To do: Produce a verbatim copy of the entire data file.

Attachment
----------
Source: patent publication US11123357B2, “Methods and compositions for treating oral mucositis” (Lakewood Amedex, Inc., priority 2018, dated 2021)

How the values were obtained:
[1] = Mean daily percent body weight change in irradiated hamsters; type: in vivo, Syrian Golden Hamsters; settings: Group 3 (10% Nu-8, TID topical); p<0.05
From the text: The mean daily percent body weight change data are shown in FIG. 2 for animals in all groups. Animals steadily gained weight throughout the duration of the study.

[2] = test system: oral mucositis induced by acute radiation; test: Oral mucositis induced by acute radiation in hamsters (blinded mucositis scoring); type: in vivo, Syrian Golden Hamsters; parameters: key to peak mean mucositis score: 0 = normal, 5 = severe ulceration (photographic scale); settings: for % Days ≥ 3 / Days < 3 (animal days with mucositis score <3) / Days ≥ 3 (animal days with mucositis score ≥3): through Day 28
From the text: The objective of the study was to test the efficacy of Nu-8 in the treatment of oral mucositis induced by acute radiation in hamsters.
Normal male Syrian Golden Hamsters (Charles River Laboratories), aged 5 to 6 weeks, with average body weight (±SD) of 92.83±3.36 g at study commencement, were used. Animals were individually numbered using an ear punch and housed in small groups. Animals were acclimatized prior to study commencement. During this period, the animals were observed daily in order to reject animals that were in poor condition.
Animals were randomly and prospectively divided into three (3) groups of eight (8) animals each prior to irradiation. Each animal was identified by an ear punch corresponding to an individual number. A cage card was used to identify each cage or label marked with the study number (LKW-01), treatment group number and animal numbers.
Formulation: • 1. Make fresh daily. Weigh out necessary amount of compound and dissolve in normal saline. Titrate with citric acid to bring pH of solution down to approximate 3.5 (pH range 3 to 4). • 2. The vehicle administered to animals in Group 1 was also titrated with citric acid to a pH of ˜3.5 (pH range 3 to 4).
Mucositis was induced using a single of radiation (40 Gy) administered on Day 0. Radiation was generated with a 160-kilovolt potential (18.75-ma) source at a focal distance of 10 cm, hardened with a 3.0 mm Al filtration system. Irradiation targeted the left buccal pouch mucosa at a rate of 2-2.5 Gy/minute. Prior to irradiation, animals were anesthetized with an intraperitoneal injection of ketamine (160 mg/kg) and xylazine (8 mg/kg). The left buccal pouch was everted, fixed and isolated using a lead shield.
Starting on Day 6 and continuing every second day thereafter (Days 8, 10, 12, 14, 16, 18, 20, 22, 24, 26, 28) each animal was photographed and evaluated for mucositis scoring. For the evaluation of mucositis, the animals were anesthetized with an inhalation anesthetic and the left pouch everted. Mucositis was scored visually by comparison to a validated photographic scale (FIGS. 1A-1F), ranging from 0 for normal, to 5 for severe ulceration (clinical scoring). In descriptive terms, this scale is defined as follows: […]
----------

Source: patent publication US11123357B2, “Methods and compositions for treating oral mucositis” (Lakewood Amedex, Inc., priority 2018, dated 2021)

How the values were obtained:
[1] = Mean daily percent body weight change in irradiated hamsters; type: in vivo, Syrian Golden Hamsters; settings: Group 3 (10% Nu-8, TID topical); p<0.05
From the text: The mean daily percent body weight change data are shown in FIG. 2 for animals in all groups. Animals steadily gained weight throughout the duration of the study.

[2] = test system: oral mucositis induced by acute radiation; test: Oral mucositis induced by acute radiation in hamsters (blinded mucositis scoring); type: in vivo, Syrian Golden Hamsters; parameters: key to peak mean mucositis score: 0 = normal, 5 = severe ulceration (photographic scale); settings: for % Days ≥ 3 / Days < 3 (animal days with mucositis score <3) / Days ≥ 3 (animal days with mucositis score ≥3): through Day 28
From the text: The objective of the study was to test the efficacy of Nu-8 in the treatment of oral mucositis induced by acute radiation in hamsters.
Normal male Syrian Golden Hamsters (Charles River Laboratories), aged 5 to 6 weeks, with average body weight (±SD) of 92.83±3.36 g at study commencement, were used. Animals were individually numbered using an ear punch and housed in small groups. Animals were acclimatized prior to study commencement. During this period, the animals were observed daily in order to reject animals that were in poor condition.
Animals were randomly and prospectively divided into three (3) groups of eight (8) animals each prior to irradiation. Each animal was identified by an ear punch corresponding to an individual number. A cage card was used to identify each cage or label marked with the study number (LKW-01), treatment group number and animal numbers.
Formulation: • 1. Make fresh daily. Weigh out necessary amount of compound and dissolve in normal saline. Titrate with citric acid to bring pH of solution down to approximate 3.5 (pH range 3 to 4). • 2. The vehicle administered to animals in Group 1 was also titrated with citric acid to a pH of ˜3.5 (pH range 3 to 4).
Mucositis was induced using a single of radiation (40 Gy) administered on Day 0. Radiation was generated with a 160-kilovolt potential (18.75-ma) source at a focal distance of 10 cm, hardened with a 3.0 mm Al filtration system. Irradiation targeted the left buccal pouch mucosa at a rate of 2-2.5 Gy/minute. Prior to irradiation, animals were anesthetized with an intraperitoneal injection of ketamine (160 mg/kg) and xylazine (8 mg/kg). The left buccal pouch was everted, fixed and isolated using a lead shield.
Starting on Day 6 and continuing every second day thereafter (Days 8, 10, 12, 14, 16, 18, 20, 22, 24, 26, 28) each animal was photographed and evaluated for mucositis scoring. For the evaluation of mucositis, the animals were anesthetized with an inhalation anesthetic and the left pouch everted. Mucositis was scored visually by comparison to a validated photographic scale (FIGS. 1A-1F), ranging from 0 for normal, to 5 for severe ulceration (clinical scoring). In descriptive terms, this scale is defined as follows: […]